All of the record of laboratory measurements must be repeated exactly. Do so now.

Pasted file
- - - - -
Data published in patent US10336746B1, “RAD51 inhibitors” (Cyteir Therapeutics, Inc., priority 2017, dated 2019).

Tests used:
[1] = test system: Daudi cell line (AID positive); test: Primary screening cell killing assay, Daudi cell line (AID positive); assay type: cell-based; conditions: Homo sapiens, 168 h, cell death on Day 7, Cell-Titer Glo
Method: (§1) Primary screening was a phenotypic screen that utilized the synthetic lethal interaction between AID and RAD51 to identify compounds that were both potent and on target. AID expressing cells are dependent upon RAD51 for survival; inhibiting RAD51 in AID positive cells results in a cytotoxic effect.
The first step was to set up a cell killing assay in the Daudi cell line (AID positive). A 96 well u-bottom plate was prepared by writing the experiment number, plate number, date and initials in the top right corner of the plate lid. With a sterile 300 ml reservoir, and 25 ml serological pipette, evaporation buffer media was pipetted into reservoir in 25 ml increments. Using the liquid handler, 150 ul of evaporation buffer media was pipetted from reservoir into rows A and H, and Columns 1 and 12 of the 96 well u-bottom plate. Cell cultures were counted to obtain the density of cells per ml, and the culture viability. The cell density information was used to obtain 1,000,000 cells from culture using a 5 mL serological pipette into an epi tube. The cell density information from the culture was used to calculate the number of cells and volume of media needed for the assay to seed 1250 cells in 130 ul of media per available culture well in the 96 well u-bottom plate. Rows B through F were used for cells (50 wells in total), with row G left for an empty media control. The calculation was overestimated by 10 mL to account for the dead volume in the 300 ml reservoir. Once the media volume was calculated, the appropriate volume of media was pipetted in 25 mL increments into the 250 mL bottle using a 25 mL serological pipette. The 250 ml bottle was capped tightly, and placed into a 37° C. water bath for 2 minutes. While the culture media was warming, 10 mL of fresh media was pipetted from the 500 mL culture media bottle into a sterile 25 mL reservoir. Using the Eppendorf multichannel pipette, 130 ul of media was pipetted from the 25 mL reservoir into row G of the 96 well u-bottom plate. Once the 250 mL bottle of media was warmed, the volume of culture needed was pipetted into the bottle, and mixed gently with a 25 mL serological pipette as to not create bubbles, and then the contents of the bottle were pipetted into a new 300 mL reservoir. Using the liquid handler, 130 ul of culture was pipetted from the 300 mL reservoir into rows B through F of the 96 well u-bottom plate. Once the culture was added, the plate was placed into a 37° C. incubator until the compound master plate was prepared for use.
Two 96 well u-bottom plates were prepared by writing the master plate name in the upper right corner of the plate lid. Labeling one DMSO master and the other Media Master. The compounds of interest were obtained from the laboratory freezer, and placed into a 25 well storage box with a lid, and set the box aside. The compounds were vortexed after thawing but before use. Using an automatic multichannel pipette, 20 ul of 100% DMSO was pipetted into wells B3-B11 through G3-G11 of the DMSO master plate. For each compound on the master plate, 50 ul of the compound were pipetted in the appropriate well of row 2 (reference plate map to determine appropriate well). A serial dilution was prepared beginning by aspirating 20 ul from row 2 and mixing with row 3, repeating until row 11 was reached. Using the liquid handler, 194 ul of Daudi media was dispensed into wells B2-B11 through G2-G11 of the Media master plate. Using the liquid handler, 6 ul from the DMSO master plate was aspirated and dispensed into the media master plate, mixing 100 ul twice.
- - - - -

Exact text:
Data published in patent US10336746B1, “RAD51 inhibitors” (Cyteir Therapeutics, Inc., priority 2017, dated 2019).

Tests used:
[1] = test system: Daudi cell line (AID positive); test: Primary screening cell killing assay, Daudi cell line (AID positive); assay type: cell-based; conditions: Homo sapiens, 168 h, cell death on Day 7, Cell-Titer Glo
Method: (§1) Primary screening was a phenotypic screen that utilized the synthetic lethal interaction between AID and RAD51 to identify compounds that were both potent and on target. AID expressing cells are dependent upon RAD51 for survival; inhibiting RAD51 in AID positive cells results in a cytotoxic effect.
The first step was to set up a cell killing assay in the Daudi cell line (AID positive). A 96 well u-bottom plate was prepared by writing the experiment number, plate number, date and initials in the top right corner of the plate lid. With a sterile 300 ml reservoir, and 25 ml serological pipette, evaporation buffer media was pipetted into reservoir in 25 ml increments. Using the liquid handler, 150 ul of evaporation buffer media was pipetted from reservoir into rows A and H, and Columns 1 and 12 of the 96 well u-bottom plate. Cell cultures were counted to obtain the density of cells per ml, and the culture viability. The cell density information was used to obtain 1,000,000 cells from culture using a 5 mL serological pipette into an epi tube. The cell density information from the culture was used to calculate the number of cells and volume of media needed for the assay to seed 1250 cells in 130 ul of media per available culture well in the 96 well u-bottom plate. Rows B through F were used for cells (50 wells in total), with row G left for an empty media control. The calculation was overestimated by 10 mL to account for the dead volume in the 300 ml reservoir. Once the media volume was calculated, the appropriate volume of media was pipetted in 25 mL increments into the 250 mL bottle using a 25 mL serological pipette. The 250 ml bottle was capped tightly, and placed into a 37° C. water bath for 2 minutes. While the culture media was warming, 10 mL of fresh media was pipetted from the 500 mL culture media bottle into a sterile 25 mL reservoir. Using the Eppendorf multichannel pipette, 130 ul of media was pipetted from the 25 mL reservoir into row G of the 96 well u-bottom plate. Once the 250 mL bottle of media was warmed, the volume of culture needed was pipetted into the bottle, and mixed gently with a 25 mL serological pipette as to not create bubbles, and then the contents of the bottle were pipetted into a new 300 mL reservoir. Using the liquid handler, 130 ul of culture was pipetted from the 300 mL reservoir into rows B through F of the 96 well u-bottom plate. Once the culture was added, the plate was placed into a 37° C. incubator until the compound master plate was prepared for use.
Two 96 well u-bottom plates were prepared by writing the master plate name in the upper right corner of the plate lid. Labeling one DMSO master and the other Media Master. The compounds of interest were obtained from the laboratory freezer, and placed into a 25 well storage box with a lid, and set the box aside. The compounds were vortexed after thawing but before use. Using an automatic multichannel pipette, 20 ul of 100% DMSO was pipetted into wells B3-B11 through G3-G11 of the DMSO master plate. For each compound on the master plate, 50 ul of the compound were pipetted in the appropriate well of row 2 (reference plate map to determine appropriate well). A serial dilution was prepared beginning by aspirating 20 ul from row 2 and mixing with row 3, repeating until row 11 was reached. Using the liquid handler, 194 ul of Daudi media was dispensed into wells B2-B11 through G2-G11 of the Media master plate. Using the liquid handler, 6 ul from the DMSO master plate was aspirated and dispensed into the media master plate, mixing 100 ul twice.